Class of 2020
Alexis del Vecchio
Hardship and Perseverance
Megan Lee shared her thoughts on an automobile accident she was in just one week before the academic year began. Though she escaped unscathed, her mother “suffered from two compression fractures in her back, a broken sternum, and a severely broken arm.” When asked to reflect on this year, Megan wrote, “That experience changed me. This year the stress levels have been high and work unending, but I kept reminding myself of the personnel who cared for my mother. These people made her comfortable, gave back complete motion in her wrist and enabled her to walk again. Now whenever feeling fatigued, not feeling like dealing with patients, etc., I stop to remind myself that my mother was that patient, and I was most likely the annoying always-around family member. I hope in the future to provide my patients and the family of my patients the same level of care that we received. As I was leaving for the airport to fly to Greenville, my mother told me that after this experience, she knew I would be a good doctor. She told me she was proud of my compassion and strength and that I was a rock for her. Nothing could have made me feel more proud and given me more motivation as I tackled this first year. I can’t thank my teachers and classmates enough for a great year, but I must also thank my mother who has sacrificed so much in her life for me, and who has always been my motivation. I love you, Mom.”
Adam Young shared this picture of him and some of our fellow students from October 16th, 2015, after the Celebration of Life Service for Adam’s late son, Gottlieb Snowflake Young.
(From left to right JeanMarc Ault-Riche, Jamie Zink, Erika Richardson, Sarah Thibaudeau, Eldon Matthia, Katy Dumas, Katie Lucas, Bennett May, Sally Peterson, Adam Young, and Gottlieb Young)
Humor and Joy
“Never fall asleep in class or you will be Facebook group famous. Speaking of the Facebook group, I’ve really enjoyed having 103 friends not judge me for making nerdy medical school puns. Med school is a good mixture of late nights, early mornings, sexual humor, life crises, free food, frustration, fun, friends, and alliterations. It was the slowest fastest year of my life and I’ve grown a lot as a person simply by being surrounded by so many great and grounded classmates.” – Brian Peterson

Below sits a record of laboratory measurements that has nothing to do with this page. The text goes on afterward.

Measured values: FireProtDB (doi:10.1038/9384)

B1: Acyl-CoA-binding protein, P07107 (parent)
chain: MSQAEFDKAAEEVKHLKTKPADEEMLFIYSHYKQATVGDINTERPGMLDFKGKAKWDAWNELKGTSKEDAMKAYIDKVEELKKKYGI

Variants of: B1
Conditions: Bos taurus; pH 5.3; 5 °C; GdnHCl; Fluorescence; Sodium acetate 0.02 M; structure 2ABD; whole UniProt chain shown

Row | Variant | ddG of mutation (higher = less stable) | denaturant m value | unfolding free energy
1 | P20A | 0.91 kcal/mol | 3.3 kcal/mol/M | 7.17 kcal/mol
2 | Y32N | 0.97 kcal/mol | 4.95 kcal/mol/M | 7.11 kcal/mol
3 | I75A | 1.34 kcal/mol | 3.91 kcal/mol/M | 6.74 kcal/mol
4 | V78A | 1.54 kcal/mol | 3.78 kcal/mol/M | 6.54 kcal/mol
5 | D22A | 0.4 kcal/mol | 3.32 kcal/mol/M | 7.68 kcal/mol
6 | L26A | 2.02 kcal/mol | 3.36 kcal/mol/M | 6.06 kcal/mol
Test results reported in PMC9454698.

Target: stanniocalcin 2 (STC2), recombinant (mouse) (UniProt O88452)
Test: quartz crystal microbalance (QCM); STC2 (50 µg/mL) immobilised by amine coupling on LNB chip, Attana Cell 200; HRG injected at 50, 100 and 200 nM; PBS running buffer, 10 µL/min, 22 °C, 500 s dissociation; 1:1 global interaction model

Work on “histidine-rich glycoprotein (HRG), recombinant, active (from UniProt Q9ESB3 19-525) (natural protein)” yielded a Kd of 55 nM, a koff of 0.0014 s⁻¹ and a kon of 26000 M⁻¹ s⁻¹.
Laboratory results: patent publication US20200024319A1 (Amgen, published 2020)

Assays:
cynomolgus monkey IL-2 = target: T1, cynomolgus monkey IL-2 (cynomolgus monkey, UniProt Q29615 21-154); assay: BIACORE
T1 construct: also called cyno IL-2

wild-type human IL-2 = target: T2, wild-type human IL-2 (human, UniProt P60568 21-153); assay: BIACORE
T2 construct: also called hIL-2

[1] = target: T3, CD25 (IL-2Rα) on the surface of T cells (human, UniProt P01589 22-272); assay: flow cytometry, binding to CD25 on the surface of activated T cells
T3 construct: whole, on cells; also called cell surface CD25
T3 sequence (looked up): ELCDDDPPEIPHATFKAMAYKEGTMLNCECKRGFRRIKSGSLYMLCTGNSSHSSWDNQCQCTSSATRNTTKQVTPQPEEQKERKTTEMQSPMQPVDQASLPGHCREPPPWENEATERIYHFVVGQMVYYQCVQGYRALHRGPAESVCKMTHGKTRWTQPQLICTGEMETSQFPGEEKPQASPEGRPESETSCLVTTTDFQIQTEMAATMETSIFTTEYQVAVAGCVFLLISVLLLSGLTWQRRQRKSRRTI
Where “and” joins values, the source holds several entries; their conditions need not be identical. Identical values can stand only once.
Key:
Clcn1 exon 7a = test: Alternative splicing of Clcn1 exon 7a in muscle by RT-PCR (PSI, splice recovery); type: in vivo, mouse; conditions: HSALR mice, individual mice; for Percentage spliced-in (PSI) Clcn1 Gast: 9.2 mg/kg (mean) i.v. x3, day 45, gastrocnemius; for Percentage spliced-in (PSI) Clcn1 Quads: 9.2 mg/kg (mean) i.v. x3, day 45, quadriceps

Gratitude and Community
Finally, I choose to share my gratitude for the many excellent, diligent, and compassionate people around me. I thank my 103 newfound friends and colleagues for being always supportive and understanding. I thank this school for trailblazing the future of medical education through an equal partnership among its faculty, staff, and students. I thank the anatomy donors and their families for their faith that we would learn well and do good with their ultimate gift. I thank you, readers of this blog, for taking an interest in our school and its students, and most of all, I thank my family for supporting me in everything I do, always.
Our class has come a long way since our badge pictures from that first day of orientation. The many years hereafter will only see us grow further, and we will continue to share that journey with each other and with you.
With that thought, I bid everyone a happy summer. May it bring joy and at least a little well-deserved rest. – Caitlin Li
I was born and raised in Spartanburg, South Carolina and attended Vanderbilt University for my undergraduate studies. I was heavily involved in Vanderbilt’s fencing club and musical volunteering at the Vanderbilt hospital before graduating in 2015 with a degree in biomedical engineering. I want to become a physician to help people pursue happiness in health and am honored and excited to study medicine at USC School of Medicine Greenville.
Copyright 2014 USC School of Medicine Greenville